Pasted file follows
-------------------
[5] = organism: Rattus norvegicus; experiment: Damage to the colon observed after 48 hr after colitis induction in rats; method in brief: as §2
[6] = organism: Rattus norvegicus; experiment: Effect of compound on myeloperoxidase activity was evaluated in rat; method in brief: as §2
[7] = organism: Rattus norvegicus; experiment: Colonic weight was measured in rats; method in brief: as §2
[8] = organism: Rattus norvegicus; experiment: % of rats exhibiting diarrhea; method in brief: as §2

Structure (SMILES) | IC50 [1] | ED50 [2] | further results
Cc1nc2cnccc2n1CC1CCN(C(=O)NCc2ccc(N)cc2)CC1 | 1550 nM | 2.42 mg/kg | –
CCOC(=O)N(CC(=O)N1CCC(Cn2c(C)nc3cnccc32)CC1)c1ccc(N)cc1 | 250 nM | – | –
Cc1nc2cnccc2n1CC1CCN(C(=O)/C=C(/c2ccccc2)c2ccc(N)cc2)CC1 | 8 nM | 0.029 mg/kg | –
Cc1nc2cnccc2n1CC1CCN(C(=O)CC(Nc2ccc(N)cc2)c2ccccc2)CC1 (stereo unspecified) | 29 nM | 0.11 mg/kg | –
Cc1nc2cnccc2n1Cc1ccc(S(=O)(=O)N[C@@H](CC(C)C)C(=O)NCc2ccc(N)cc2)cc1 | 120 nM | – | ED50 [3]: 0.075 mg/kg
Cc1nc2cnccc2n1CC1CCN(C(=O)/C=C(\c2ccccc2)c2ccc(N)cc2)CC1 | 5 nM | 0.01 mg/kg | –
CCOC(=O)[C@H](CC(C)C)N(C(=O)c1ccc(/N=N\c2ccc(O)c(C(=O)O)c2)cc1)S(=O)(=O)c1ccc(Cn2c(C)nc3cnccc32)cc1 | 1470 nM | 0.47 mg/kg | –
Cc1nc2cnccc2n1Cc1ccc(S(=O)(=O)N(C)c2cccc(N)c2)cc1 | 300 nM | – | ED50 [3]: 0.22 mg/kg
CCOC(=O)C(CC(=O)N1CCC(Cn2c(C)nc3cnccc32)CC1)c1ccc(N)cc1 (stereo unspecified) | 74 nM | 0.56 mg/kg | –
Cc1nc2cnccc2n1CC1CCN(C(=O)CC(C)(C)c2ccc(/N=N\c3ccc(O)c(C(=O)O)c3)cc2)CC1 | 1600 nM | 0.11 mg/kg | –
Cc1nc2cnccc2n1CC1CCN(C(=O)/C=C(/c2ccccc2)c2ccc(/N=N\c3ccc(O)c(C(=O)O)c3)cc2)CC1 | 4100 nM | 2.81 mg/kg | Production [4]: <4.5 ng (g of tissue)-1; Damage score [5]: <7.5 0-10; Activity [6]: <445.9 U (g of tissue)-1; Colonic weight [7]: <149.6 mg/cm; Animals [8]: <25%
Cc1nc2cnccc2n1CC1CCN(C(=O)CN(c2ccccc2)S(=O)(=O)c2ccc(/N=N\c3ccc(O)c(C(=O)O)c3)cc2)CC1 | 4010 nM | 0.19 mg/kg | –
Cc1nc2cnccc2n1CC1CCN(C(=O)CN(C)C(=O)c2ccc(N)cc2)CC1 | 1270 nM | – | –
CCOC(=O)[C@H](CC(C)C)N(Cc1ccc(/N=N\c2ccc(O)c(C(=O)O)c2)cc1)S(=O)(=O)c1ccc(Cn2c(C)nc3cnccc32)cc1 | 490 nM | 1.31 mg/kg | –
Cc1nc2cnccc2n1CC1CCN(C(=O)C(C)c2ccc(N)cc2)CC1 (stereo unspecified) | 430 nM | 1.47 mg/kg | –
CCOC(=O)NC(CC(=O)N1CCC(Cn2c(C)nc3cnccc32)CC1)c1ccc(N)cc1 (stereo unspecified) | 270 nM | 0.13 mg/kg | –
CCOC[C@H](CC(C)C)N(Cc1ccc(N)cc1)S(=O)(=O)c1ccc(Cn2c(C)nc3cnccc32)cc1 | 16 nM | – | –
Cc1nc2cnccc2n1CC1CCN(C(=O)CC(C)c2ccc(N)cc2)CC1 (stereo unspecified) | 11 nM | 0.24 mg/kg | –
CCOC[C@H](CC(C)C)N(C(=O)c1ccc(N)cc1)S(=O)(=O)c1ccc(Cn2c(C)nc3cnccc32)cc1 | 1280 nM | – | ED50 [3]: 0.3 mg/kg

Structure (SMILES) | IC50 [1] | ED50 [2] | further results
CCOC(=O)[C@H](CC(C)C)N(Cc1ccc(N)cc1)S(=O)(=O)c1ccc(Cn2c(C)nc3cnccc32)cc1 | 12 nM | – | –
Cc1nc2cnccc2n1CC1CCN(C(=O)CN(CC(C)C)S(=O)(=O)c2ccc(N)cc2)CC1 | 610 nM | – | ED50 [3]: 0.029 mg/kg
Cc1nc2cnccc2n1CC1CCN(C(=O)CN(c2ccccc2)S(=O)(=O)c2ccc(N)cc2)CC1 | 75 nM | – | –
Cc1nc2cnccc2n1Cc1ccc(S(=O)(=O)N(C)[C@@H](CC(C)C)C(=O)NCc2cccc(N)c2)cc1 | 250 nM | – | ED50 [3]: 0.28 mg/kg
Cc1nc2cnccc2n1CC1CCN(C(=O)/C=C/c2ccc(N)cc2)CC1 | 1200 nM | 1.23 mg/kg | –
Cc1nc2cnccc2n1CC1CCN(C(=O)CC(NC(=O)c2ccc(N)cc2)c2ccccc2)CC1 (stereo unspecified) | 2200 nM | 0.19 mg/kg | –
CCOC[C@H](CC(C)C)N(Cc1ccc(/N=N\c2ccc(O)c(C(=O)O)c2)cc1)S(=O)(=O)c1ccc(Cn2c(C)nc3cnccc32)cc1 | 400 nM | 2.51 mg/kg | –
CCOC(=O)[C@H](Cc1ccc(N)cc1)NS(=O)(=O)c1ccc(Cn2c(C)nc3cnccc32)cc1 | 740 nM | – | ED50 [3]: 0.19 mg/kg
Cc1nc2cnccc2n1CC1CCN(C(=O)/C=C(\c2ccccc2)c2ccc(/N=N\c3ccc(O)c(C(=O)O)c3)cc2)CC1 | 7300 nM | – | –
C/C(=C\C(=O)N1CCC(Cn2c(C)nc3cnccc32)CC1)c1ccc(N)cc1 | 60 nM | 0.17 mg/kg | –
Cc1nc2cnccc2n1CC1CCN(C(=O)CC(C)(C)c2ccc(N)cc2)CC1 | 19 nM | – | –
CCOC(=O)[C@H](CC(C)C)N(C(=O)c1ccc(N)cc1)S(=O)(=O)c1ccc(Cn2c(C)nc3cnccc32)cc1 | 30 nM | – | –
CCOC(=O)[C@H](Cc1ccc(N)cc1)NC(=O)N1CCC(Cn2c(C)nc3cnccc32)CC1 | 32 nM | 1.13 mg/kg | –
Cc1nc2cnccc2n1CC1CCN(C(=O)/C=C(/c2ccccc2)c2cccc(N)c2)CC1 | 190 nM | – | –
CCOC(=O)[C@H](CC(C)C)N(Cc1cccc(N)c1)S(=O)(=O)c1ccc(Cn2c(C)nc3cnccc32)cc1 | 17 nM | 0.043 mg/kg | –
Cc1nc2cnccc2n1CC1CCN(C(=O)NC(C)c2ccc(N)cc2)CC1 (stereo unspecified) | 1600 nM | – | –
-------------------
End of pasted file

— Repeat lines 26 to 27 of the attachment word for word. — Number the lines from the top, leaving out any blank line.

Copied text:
CCOC(=O)[C@H](CC(C)C)N(Cc1ccc(N)cc1)S(=O)(=O)c1ccc(Cn2c(C)nc3cnccc32)cc1 | 12 nM | – | –
Cc1nc2cnccc2n1CC1CCN(C(=O)CN(CC(C)C)S(=O)(=O)c2ccc(N)cc2)CC1 | 610 nM | – | ED50 [3]: 0.029 mg/kg